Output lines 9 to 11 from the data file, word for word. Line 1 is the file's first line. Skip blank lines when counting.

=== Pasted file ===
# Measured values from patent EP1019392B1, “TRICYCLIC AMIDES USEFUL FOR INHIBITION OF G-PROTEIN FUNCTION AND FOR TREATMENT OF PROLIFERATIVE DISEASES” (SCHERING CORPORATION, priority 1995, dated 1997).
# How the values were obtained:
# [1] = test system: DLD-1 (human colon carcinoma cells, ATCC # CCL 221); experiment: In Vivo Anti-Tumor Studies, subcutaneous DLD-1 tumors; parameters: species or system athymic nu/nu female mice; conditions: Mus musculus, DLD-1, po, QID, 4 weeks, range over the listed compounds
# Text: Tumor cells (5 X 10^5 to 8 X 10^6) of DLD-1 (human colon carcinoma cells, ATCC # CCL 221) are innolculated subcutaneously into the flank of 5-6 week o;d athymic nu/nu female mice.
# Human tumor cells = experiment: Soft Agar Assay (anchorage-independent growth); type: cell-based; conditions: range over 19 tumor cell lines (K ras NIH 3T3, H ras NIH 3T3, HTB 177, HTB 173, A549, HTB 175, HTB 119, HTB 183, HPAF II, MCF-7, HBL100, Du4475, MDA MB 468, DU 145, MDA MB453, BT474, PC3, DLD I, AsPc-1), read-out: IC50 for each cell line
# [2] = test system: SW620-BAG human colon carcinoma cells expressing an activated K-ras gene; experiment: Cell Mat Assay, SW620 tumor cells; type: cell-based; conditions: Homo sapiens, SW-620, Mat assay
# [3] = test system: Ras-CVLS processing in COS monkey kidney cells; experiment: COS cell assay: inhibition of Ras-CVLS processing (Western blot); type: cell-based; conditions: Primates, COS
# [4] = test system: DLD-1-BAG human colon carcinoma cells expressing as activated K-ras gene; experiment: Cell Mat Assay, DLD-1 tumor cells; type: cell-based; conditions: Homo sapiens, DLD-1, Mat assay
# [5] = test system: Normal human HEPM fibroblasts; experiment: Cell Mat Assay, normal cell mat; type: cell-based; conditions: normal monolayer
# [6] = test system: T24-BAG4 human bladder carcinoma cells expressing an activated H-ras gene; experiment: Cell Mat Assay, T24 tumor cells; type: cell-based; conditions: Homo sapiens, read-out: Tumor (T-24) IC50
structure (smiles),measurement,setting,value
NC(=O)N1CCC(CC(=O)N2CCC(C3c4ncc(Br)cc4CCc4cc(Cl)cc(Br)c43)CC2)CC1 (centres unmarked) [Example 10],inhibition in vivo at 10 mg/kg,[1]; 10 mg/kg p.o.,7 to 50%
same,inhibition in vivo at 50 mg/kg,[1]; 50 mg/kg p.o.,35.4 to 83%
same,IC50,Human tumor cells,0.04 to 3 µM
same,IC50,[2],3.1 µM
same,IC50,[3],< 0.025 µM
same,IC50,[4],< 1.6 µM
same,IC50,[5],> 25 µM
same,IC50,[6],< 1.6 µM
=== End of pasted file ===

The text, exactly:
# [5] = test system: Normal human HEPM fibroblasts; experiment: Cell Mat Assay, normal cell mat; type: cell-based; conditions: normal monolayer
# [6] = test system: T24-BAG4 human bladder carcinoma cells expressing an activated H-ras gene; experiment: Cell Mat Assay, T24 tumor cells; type: cell-based; conditions: Homo sapiens, read-out: Tumor (T-24) IC50
structure (smiles),measurement,setting,value